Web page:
An Email Concerning an Out Dated Attack on ACA
This email addresses a post gone viral attacking the new law Obama Care, which actually isn’t an attack on Obama Care but on hr 3200.
From the HQ of the Democratic Party in Austin TX:
From: Texas Democrats <email@example.com>
Date: Wed, Aug 21, 2013 at 2:38 PM
Subject: ACA myths and reality
Just wanted to share the article below on Judge Kithil’s letter. Please know that The Texas Democratic Party does try and fight the onslaught of misinformation on the ACA (Obamacare) every day, but our limited resources and time does not allow us to have staff on hand to combat all the attacks. Organizations such as Enroll America, through the GetCoveredAmerica.org is going to make sure some of the information on the new ACA law will get to Texans, since Governor Rick Perry has decided not to participate and accept Federal dollars for the Mediciad Expansion benefits.
Your request for information on current Medicare/Medicaid benefits can be obtained by contacting your local SSA office or local Congressman’s office and having the questions you ask answered by them.
Thank you for contacting the Texas Democratic Party.
Posted at 6:00 AM ET, 01/21/2011
A judge’s letter on health care and an email gone viral
By Glenn Kessler
“YOU ARE NOT GOING TO LIKE THIS: ObamaCare Highlighted by Page Number …All of the above should give you the point blank ammo you need to support your opposition to Obamacare. Please send this information on to all of your email contacts.”
–excerpts from an email zooming around the United States
Zygmunt Plater, a professor at Boston College Law School, sent The Fact Checker a copy of the above email, which purports to be an analysis of the new health care law by a judge, complete with page citations. Plater’s brother, Marek, had sent him a copy of the email, asking if it could be verified, after receiving it Wednesday from a senior official at the company where he works. Under the subject heading of “Read and Heed,” the official sent the email to company employees with the notation, “We are now officially out of control.” There’s some pretty scary stuff in here: cancer care will be rationed according to age, the government would have “real-time access” to an individual’s bank accounts, the government will set all doctor’s fees, and so forth. So what’s truth?
Just because it is in an email–or on the Internet–does not make it true, especially when it is woefully out of date.
There is indeed a former county judge named David Kithil who lives in Marble Falls, Texas, which is about 50 miles northeast of Austin. In August, 2009, he wrote a letter to the River Cities Tribune, a local newspaper with a circulation of under 5,000, detailing his objections to one of the health care bills then pending in the House of Representatives–H.R. 3200.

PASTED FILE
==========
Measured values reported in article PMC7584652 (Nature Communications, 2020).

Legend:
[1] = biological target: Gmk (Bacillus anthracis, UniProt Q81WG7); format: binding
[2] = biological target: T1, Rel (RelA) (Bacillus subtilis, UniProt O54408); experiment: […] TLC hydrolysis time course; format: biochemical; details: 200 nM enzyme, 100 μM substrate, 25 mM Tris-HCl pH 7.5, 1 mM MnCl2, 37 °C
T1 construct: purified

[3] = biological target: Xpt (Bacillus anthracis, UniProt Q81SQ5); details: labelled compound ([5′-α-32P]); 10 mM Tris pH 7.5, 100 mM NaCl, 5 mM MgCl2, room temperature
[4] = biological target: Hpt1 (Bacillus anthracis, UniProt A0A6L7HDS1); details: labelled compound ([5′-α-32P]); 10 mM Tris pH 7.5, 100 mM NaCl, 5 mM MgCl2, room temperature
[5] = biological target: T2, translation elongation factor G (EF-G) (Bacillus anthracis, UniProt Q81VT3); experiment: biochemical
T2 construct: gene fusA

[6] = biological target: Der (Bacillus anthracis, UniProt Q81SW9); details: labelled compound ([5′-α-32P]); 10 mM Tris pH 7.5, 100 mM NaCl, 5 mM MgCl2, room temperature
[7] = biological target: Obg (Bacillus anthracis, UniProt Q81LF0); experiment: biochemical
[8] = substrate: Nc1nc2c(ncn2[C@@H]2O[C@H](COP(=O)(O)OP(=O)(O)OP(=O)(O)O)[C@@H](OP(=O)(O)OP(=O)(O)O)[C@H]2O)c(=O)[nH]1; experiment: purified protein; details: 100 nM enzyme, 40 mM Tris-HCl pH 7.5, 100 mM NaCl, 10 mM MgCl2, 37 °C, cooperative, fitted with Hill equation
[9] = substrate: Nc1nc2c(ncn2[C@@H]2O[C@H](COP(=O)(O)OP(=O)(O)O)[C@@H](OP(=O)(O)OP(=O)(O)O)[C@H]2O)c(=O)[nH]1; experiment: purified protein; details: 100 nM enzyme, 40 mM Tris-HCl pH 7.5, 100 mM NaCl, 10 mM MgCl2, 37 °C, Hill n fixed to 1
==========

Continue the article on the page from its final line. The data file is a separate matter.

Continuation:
As a former judge of Burnet County, Texas, Kithil is not a health care expert–and congressional language can be obtuse. His analysis is often debatable. The assertion of “real-time access” to bank accounts appears to be referring to a benign section allowing electronic funds transfers. The claim about doctors’ fees refers to boilerplate saying the government will not pay less than rates set under Medicare. Similarly, the bill does not ration cancer care, but allows for a study of whether specialty hospitals are charging more for the same service as general hospitals–and then would actually boost payments to general hospitals.
But in any case, he was analyzing a bill that had not yet passed the House. The language was changed before final House passage in November, 2009. Then the Senate in December passed its own, more conservative version of a health care overhaul. By March, 2010, the House accepted much of the Senate bill, with some adjustments. While the email refers to the dangers of so-called “Obamacare,” Kithil’s letter has little to do with the final version of the legislation–which Kithil readily acknowledges.
“What I wrote about was a bill that never became law,” Kithil said in a telephone interview Thursday. He said he has not had an opportunity to go through the final bill, but knows that some of the items that had concerned him were not enacted into law.
But the letter is certainly an email and Internet sensation. A Google search for “David Kithil and Obamacare” turns up nearly 2,000 examples of his letter posted on websites, blogs and forums–including as recently as this month. Kithil said that someone had called the newspaper and asked permission to put the letter in an email. The next thing he knew, he was getting calls from around the country. The calls have actually picked up in recent weeks, he said, adding: “It really shows the power of the Internet.”
The Pinocchio Test
The lesson here is that facts need to come from reputable, credible sources, not an email chain. Kithil is in many ways an innocent bystander. He never claimed to be an expert and merely offered his opinion to the local newspaper. There are many critiques of the health care law, both from the left and right, which have been written by health care and legislative experts. That’s where people need to go for more information.
Four Pinocchios–not to Kithil, but to anyone who keeps forwarding this email.
TEXAS DEMOCRATIC PARTY
4818 E. Ben White Blvd., S-104
Austin, TX 78741
Now, let this email go viral, ok?
Rev David Mitchel Stow